Canadian police have moved in to remove truckers from a blockade at one the busiest border crossings to the US.
It comes a day after an Ontario court granted an injunction to bring the barricade, which has now entered its sixth day, at the Ambassador Bridge to an end.
Protesters remained overnight despite new warnings to end the blockade that has disrupted the flow of goods between the two countries and forced the auto industry on both sides to roll back production.
A city bus and a school bus arrived at the scene on Saturday morning, before police moved in “formation” towards them, according to local media. One of the protesters used a megaphone to alert others that police were coming for the demonstrators, who are protesting against Canada’s Covid mandates and restrictions.
“The Windsor Police & its policing partners have commenced enforcement at and near the Ambassador Bridge. We urge all demonstrators to act lawfully & peacefully. Commuters are still being asked to avoid the areas affected by the demonstrations at this time,” police tweeted.
On Friday, Ontario Premier Doug Ford declared a state of emergency in the province that will allow his cabinet to impose $100,000 (£73,732) fines and up to one year in jail as punishments against people who continue to illegally block roads, bridges, walkways and other critical infrastructure.
Chief justice Geoffrey Morawetz, of the Ontario Superior Court, issued an injunction giving protesters blocking cross-border traffic until 7pm on Friday to clear out.
However, the deadline came and went.Windsor police immediately warned that anyone blocking the streets could be subject to arrest and their vehicles could be seized. The news was met earlier with defiance by protesters.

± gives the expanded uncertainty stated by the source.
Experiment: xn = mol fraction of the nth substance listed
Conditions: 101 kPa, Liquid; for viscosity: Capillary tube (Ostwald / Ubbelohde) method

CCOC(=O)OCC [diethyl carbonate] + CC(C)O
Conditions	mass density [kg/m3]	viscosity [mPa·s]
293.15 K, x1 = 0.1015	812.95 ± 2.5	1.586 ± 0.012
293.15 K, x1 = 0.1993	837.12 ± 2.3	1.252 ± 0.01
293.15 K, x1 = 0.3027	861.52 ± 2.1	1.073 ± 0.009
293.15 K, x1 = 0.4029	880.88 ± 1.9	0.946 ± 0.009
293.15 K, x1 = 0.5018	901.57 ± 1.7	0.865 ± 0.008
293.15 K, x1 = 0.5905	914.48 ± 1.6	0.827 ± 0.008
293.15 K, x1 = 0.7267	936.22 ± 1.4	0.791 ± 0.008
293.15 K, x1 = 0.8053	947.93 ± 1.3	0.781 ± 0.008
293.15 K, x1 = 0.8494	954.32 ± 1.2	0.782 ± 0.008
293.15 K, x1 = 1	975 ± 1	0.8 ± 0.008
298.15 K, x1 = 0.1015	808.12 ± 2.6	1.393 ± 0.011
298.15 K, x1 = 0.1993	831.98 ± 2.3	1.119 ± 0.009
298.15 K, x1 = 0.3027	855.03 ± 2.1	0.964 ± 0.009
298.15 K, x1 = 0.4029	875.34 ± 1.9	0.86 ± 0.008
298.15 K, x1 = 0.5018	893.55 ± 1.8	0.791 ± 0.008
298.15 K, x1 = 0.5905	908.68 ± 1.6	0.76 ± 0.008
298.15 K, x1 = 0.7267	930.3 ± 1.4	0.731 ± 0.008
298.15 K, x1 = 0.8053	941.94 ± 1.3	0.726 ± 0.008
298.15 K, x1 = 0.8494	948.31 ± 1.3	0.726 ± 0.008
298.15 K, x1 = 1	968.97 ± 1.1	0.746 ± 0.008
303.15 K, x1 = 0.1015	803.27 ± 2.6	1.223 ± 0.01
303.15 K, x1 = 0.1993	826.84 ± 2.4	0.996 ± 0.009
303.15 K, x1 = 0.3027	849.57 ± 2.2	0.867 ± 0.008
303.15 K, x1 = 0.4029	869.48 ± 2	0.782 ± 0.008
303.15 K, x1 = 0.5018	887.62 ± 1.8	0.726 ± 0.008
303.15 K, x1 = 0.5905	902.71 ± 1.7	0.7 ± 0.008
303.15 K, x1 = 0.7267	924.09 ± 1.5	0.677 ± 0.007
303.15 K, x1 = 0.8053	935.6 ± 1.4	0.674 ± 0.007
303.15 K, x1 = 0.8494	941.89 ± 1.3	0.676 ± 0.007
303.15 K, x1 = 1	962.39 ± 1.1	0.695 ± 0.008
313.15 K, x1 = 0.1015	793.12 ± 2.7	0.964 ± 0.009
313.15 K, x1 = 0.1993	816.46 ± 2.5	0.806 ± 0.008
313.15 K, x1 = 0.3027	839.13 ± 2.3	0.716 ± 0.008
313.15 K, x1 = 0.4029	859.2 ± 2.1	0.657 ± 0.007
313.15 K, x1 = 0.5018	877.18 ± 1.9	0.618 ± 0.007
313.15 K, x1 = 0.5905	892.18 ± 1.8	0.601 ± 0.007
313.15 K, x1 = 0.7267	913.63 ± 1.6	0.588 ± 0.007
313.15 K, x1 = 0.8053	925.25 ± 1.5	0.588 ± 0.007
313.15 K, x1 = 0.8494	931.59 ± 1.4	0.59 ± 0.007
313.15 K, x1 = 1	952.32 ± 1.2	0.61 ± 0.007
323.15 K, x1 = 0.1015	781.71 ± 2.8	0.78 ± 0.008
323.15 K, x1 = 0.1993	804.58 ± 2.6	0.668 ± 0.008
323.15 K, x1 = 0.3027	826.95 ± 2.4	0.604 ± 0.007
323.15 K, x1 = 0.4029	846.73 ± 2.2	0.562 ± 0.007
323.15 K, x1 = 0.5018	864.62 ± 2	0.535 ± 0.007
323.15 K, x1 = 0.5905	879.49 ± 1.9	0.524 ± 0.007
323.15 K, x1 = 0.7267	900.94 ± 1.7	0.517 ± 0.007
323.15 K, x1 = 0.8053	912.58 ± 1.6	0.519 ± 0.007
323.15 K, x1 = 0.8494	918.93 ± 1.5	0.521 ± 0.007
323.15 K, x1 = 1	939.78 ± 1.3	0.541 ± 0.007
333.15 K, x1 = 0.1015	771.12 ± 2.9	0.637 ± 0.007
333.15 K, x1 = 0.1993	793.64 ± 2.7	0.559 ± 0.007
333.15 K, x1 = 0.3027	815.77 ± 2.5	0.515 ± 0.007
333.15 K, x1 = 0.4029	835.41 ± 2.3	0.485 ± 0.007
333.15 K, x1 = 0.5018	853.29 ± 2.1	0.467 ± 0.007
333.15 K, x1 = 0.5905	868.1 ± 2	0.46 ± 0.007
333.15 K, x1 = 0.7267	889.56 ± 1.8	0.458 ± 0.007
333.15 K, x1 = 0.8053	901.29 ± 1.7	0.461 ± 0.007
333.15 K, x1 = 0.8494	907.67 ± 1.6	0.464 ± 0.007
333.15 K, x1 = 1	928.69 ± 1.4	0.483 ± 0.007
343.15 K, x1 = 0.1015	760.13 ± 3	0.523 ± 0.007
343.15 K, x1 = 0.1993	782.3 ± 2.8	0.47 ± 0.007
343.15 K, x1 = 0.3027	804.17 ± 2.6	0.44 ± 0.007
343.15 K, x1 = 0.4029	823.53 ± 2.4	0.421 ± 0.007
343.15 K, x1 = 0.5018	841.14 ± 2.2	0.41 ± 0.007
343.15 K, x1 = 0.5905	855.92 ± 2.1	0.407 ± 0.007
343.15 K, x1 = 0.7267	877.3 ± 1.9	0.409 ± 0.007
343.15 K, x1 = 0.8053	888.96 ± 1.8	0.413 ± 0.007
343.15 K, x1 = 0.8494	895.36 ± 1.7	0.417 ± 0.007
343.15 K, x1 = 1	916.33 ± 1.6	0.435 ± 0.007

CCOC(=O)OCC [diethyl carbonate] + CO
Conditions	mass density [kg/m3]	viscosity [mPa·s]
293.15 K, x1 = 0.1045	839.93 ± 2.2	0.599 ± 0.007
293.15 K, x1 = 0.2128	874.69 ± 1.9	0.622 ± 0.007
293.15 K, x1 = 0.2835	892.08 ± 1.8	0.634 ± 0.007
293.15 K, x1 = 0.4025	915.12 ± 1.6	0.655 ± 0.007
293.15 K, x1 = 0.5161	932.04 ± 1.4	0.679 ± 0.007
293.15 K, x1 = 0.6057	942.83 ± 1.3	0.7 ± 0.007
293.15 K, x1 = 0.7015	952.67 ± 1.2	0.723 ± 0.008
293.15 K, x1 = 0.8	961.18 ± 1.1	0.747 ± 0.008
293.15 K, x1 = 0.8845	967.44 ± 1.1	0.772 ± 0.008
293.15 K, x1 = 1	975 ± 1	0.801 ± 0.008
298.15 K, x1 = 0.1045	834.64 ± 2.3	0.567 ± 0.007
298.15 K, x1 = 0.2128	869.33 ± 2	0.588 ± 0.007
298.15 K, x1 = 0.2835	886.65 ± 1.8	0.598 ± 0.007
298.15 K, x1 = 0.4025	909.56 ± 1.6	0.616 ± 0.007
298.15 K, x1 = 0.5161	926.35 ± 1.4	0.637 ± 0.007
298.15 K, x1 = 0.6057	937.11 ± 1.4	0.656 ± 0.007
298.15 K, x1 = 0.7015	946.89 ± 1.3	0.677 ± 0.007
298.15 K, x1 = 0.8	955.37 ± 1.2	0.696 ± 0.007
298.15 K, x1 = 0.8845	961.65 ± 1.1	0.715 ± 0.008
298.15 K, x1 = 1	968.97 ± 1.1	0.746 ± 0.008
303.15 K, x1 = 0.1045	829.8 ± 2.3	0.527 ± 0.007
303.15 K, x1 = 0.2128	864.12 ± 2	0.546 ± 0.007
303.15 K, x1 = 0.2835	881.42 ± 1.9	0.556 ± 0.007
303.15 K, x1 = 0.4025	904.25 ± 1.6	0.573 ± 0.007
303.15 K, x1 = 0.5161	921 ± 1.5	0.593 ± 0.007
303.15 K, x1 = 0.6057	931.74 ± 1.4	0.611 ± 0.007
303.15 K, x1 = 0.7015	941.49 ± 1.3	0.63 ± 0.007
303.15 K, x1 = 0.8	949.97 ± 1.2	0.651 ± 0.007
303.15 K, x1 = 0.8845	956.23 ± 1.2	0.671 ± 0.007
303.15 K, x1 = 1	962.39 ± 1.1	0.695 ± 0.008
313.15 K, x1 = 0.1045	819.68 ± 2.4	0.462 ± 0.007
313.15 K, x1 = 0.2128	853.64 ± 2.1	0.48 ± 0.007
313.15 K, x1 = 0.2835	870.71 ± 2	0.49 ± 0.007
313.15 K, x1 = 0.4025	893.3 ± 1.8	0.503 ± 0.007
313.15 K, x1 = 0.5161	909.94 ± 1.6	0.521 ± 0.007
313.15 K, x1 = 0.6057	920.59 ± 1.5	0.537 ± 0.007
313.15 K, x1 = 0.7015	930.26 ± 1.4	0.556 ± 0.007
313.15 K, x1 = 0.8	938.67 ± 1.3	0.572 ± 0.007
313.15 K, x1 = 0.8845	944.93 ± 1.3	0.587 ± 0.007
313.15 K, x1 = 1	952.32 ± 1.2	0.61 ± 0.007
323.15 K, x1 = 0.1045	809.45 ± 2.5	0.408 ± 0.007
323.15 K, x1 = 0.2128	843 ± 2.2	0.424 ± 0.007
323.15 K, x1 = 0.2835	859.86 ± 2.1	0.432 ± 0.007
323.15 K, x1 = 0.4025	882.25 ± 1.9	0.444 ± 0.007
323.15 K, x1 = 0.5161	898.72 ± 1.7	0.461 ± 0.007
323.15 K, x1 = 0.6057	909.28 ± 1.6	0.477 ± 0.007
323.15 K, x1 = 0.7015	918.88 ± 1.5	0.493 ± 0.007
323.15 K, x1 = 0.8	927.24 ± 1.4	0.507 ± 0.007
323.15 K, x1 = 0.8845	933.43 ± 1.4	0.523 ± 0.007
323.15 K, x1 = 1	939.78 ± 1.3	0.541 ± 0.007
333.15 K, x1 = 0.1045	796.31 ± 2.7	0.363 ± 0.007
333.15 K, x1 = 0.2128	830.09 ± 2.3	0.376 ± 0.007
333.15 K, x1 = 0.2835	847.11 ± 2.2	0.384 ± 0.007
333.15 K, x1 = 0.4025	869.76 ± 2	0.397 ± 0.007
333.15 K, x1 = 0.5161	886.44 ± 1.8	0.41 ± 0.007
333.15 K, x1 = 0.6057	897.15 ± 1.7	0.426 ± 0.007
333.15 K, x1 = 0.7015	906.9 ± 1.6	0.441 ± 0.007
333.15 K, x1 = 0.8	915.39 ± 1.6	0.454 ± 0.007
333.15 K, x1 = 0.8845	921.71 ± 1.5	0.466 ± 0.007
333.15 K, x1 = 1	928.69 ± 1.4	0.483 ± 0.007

The Ambassador Bridge is the busiest US-Canadian border crossing, carrying 25 per cent of all trade between the two countries. The standoff comes at a time when the auto industry is already struggling to maintain production in the face of pandemic-induced shortages of computer chips and other supply-chain disruptions.
At the protest site earlier, a man grabbed a microphone and addressed the crowd, asking if they wanted to stay or leave when the deadline rolled around. After an applause, it was agreed they would stay. “OK,” the man said. “Let’s stand tall.” The protesters responded by singing the Canadian national anthem.
While attendees are rallying against vaccine mandates for truckers and other coronavirus restrictions, many of the country’s infection measures, such as mask rules and vaccine passports for getting into restaurants and theatres are already falling away as the omicron surge levels off.
Covid rules have been stricter in Canada than in the US, but Canadians have largely supported them. The vast majority of Canadians are vaccinated, and the Covid death rate is one-third that of the United States.
Mr Trudeau said he and President Biden discusses “the American and indeed global influences on the protest” during their call yesterday.
He added: “We talked about the US-based flooding of the 911 phone lines in Ottawa, the presence of US citizens in the blockade and the impact of foreign money to fund this illegal activity.”